In “How to Sell a Jacket As Told by IceKing,” the protagonist is a hotshot jacket salesman selling clothes to literal consumer zombies (a hilarious concept) in order to win a brand new jacket for his mother.

All that being said, here’s the biggest compliment I can give this book: It made me want to be a better writer myself by showing me what a short story can really do. A short story can take a crazy idea (or crazy fact about our society) and use it to make someone see the world differently.

But it at novel., on Amazon, or borrow it from me or your local library!

I got to briefly meet him when he came to speak at novel.! Also, he follows me on Twitter, NBD. Speaking of which, YOU SHOULD FOLLOW ME ON TWITTER TOO, HERE’S A LINK.

Here’s to another year of reading!

Let me know what your best book of the year was and why I should read it in 2020! And if you’re curious, here’s my full list of books I read in 2019.

Best Books I Read in 2018!

Hey! I read (or listened to on audiobook) a lot of books this year. Here are my top five!

5. Able-Bodied Like Me by Matt Glowacki

A quick read that reflects many of my thoughts about living with a visible physical disability!

I believe this is the first book I’ve ever read about disability. It’s just never been something that’s never interested me, reading-wise. I have my own beliefs about disability, which, when asked, I’ve shared with individuals and groups of people.

But when I heard that civility speaker Matt Glowacki, who I used to play wheelchair basketball and softball with back when I lived in Missouri, was writing a book, I got excited. Matt was born without legs and has used a wheelchair to get around for most of his life. I knew Matt was someone who would share some similar views on disability and what it’s like to be a person who uses a wheelchair. While my experiences don’t align exactly with Matt’s (not all wheelchair people are the same, haha), there are so many things I identified with.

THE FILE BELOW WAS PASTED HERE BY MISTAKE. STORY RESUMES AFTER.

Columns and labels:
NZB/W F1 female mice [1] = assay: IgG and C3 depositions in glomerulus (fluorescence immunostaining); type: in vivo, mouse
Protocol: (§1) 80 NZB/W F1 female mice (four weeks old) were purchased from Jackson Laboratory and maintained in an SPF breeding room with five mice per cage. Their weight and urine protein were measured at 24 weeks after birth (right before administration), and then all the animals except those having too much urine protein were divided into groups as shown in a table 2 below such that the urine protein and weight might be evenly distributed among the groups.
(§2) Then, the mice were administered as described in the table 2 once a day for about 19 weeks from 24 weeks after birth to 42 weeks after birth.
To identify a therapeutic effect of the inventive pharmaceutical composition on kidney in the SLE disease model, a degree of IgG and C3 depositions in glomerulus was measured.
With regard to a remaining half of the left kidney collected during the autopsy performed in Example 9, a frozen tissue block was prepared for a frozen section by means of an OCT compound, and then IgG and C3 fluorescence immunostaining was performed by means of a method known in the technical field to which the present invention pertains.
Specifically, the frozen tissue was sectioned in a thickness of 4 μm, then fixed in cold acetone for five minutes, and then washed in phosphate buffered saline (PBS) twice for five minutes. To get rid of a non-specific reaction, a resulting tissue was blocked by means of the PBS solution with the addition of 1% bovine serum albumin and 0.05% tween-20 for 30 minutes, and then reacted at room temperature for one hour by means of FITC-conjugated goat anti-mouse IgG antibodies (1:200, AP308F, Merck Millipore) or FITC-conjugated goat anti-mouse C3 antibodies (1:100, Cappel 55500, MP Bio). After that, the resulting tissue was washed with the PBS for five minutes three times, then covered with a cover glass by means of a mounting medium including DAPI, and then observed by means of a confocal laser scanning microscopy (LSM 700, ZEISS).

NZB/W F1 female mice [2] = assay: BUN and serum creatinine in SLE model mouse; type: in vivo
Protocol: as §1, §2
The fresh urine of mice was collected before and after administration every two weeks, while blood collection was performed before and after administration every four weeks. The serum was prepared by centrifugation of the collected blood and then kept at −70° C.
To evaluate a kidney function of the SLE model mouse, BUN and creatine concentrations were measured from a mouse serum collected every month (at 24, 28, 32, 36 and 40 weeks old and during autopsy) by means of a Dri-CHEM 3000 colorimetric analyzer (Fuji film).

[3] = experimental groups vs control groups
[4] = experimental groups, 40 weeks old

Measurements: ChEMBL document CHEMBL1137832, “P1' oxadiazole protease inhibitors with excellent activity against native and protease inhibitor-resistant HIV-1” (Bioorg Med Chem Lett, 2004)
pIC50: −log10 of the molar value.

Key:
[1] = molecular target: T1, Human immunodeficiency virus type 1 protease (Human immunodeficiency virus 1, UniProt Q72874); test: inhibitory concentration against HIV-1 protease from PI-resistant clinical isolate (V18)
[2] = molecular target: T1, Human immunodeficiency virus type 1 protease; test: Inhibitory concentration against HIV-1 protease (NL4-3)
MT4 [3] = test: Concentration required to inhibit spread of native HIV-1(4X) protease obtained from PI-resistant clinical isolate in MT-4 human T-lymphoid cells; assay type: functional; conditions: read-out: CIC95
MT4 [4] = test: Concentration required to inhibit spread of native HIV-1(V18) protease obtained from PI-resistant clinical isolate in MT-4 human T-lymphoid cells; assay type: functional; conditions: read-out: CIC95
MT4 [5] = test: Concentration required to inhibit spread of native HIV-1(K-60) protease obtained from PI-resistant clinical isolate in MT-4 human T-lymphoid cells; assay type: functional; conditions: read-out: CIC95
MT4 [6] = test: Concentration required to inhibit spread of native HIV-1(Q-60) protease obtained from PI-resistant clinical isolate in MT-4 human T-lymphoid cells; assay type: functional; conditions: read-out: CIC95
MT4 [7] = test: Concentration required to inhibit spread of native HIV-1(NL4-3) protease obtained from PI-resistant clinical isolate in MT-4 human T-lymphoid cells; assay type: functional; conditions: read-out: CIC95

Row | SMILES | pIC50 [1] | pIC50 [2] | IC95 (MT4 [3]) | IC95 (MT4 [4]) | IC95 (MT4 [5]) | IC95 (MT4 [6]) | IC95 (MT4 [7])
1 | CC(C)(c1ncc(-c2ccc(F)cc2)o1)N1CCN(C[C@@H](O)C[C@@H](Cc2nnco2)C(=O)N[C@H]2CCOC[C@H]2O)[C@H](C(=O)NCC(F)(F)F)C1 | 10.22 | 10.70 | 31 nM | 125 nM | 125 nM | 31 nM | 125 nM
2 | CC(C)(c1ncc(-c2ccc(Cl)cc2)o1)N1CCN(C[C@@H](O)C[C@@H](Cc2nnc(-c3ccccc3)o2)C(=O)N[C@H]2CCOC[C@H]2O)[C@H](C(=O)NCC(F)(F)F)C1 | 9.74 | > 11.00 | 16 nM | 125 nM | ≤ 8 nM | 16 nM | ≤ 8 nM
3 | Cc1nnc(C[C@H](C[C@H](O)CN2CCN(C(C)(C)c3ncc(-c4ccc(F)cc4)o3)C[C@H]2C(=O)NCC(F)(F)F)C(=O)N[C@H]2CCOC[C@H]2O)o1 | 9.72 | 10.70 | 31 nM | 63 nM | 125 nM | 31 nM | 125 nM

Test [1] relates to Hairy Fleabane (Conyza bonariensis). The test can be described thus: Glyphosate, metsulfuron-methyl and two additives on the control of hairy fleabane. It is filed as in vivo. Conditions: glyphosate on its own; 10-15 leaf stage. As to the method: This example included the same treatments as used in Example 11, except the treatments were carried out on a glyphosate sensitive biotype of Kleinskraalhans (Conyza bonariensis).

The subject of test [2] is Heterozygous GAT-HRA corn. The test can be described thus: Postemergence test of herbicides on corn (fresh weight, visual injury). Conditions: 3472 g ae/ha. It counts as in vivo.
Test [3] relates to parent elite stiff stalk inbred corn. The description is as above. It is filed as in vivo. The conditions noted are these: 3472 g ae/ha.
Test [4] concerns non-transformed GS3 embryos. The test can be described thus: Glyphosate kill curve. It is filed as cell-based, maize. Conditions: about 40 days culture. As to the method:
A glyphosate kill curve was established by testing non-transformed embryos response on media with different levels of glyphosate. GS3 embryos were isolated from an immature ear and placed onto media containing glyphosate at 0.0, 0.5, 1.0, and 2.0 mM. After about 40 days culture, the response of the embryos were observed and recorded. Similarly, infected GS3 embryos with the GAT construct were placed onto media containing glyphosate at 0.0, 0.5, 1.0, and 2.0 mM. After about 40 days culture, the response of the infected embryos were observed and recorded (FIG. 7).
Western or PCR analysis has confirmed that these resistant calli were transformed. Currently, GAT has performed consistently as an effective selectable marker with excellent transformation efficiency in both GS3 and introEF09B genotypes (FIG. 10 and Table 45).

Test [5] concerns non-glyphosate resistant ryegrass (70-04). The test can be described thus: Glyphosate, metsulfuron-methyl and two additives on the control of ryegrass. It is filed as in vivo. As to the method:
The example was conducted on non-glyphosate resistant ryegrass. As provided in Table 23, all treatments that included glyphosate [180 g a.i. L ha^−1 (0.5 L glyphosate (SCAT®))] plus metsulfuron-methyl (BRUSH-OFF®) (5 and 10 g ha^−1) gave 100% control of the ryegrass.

Although this book is fifth on my list, I’m going to recommend it more strongly than any other book on here. If you want to know what it’s like to have a disability like mine, go read this book. Also, it’s short and really interesting! Buy it here, or ask to borrow my copy!

4. In the Woods by Tana French

The book that (might have) changed my mind about mysteries.

I have only ever read TWO mystery novels in my life, and both have been part of a book club I’m in through our local independent bookstore, Novel. It’s simply a genre that’s never interested me. I love fantasy, where heroes and legends are born and the fates of whole worlds are on the line….compared to that, discovering who murdered some random person has always seemed to me kind of boring.